WWF logo

WWF logo

The World Wildlife Fund originated in 1961. It was founded by a group of enthusiasts, who signed the Morges Manifesto. A giant panda named Chi-Chi, which had joined the London Zoo in 1961, was chosen as a symbol for the WWF logo.

History and meaning WWF logo

History WWF logo

Right after the WWF’s inception, it was decided that there was no better way to represent the fund’s goal of preserving wildlife than through the image of a cute and appealing animal, which was endangered as well. The Panda is one and only symbol WWF has ever used as a logo. Over the decades of its existence, the WWF logo has undergone several modifications. The 1961 logo sported the Panda enclosed in a circle. Later that year the logo was changed: the circle was gone, and the image grew crisper. The next modification took place in 1978: the size of the image increased a little. In 1986 a new version was accepted: the Panda ‘stood up straight’ and ‘looked you in the eye’.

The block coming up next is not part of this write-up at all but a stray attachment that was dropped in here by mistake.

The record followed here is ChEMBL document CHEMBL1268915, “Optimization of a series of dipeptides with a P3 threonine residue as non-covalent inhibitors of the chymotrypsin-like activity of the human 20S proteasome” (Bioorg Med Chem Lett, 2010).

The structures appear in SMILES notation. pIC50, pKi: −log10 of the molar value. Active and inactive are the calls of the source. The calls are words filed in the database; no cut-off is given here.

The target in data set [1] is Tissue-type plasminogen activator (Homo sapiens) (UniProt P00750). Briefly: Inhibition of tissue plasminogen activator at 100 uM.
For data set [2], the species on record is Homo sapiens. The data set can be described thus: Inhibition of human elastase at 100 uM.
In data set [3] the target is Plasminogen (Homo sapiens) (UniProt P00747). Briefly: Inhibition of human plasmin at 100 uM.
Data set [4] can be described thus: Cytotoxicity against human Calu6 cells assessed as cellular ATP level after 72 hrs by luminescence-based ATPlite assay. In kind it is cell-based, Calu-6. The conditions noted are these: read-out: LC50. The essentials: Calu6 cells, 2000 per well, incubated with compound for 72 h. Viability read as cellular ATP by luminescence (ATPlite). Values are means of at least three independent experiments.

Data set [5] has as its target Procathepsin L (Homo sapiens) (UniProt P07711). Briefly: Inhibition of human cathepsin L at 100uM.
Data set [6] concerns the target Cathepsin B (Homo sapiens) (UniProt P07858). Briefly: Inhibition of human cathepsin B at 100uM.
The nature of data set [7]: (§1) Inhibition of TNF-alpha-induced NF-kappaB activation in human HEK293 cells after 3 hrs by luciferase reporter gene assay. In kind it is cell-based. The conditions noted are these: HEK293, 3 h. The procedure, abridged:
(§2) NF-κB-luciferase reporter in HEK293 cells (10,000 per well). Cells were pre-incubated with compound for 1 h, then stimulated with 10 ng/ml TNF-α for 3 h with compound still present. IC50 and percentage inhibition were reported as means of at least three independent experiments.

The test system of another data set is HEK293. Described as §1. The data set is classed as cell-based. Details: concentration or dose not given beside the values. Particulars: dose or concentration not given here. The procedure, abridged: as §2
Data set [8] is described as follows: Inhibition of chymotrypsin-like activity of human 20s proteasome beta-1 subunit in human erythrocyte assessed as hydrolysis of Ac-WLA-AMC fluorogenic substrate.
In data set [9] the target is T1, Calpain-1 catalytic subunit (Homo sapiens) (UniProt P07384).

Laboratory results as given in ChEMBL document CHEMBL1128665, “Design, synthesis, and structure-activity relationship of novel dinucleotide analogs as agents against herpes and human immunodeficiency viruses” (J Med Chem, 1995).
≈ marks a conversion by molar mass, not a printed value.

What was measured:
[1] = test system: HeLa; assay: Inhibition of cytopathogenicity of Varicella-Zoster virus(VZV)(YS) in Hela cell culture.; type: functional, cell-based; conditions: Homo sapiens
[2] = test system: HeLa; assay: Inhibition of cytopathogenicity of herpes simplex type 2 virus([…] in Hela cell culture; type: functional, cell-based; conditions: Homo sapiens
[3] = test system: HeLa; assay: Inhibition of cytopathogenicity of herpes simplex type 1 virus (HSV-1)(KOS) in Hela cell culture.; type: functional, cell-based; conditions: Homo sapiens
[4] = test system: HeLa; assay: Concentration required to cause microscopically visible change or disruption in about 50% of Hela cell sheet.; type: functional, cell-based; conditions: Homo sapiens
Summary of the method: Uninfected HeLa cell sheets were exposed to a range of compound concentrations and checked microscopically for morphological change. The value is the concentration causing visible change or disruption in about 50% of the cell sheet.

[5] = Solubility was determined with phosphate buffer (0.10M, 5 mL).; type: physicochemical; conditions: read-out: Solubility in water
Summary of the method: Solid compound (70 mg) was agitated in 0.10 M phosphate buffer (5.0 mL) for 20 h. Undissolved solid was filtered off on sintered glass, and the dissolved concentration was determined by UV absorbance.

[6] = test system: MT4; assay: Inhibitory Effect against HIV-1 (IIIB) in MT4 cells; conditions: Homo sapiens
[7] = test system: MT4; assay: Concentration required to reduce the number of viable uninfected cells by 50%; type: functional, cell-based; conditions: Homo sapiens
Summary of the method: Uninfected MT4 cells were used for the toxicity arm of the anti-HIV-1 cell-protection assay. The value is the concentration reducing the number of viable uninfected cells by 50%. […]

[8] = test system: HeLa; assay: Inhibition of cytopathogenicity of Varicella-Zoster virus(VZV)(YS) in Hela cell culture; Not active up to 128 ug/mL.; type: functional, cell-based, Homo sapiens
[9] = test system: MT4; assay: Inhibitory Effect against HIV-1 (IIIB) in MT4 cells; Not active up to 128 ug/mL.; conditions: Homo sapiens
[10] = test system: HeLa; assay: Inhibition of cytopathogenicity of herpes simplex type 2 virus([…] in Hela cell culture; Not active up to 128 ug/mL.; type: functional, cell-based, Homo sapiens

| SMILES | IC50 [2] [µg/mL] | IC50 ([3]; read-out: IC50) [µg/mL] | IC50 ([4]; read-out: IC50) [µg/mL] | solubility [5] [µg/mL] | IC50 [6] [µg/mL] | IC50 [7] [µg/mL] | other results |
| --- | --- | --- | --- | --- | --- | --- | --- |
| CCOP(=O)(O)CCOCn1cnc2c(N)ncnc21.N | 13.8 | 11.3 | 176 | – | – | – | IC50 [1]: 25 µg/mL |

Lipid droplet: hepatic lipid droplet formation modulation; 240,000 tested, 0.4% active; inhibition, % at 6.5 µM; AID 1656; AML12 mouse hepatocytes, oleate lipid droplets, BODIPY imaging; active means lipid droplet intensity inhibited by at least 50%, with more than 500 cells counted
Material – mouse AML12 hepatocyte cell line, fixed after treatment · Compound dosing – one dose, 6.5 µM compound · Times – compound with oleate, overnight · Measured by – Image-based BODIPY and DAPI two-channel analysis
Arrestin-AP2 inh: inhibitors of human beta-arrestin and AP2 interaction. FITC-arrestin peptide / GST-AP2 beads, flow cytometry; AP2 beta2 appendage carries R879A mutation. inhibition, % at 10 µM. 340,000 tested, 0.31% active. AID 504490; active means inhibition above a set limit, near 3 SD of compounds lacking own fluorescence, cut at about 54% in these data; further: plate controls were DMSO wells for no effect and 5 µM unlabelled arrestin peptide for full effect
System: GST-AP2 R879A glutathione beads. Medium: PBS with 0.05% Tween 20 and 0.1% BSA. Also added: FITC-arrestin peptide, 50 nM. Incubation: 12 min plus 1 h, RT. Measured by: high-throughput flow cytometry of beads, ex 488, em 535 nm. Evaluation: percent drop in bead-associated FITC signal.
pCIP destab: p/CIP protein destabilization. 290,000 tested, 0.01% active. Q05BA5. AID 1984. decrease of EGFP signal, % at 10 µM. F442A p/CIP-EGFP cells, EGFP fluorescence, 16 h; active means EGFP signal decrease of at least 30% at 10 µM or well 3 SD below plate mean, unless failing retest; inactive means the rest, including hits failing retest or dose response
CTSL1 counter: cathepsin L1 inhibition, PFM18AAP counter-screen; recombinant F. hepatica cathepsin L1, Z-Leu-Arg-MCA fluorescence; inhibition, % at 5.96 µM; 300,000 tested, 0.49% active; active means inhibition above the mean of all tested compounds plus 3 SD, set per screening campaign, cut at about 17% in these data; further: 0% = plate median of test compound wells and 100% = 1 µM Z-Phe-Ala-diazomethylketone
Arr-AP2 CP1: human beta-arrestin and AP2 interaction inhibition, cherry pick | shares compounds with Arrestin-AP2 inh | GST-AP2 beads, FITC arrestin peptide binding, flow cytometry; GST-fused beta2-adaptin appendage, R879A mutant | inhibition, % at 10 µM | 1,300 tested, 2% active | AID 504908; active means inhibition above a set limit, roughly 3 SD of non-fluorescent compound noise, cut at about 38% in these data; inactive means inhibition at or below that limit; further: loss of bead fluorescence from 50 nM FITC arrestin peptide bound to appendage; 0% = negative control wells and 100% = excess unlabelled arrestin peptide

Emblem WWF

Emblem WWF

The new logo featured the WWF acronym below the Panda. The 2000 WWF logo was the same except a little bolder font.

Font WWF

Font WWF

The logo uses a sans serif font, which is close to Zar Brush Gothic Regular.

Color WWF

Color WWF

As peter Scott – one of the founders – confessed, they chose the black-and-white animal to reduce printing costs.

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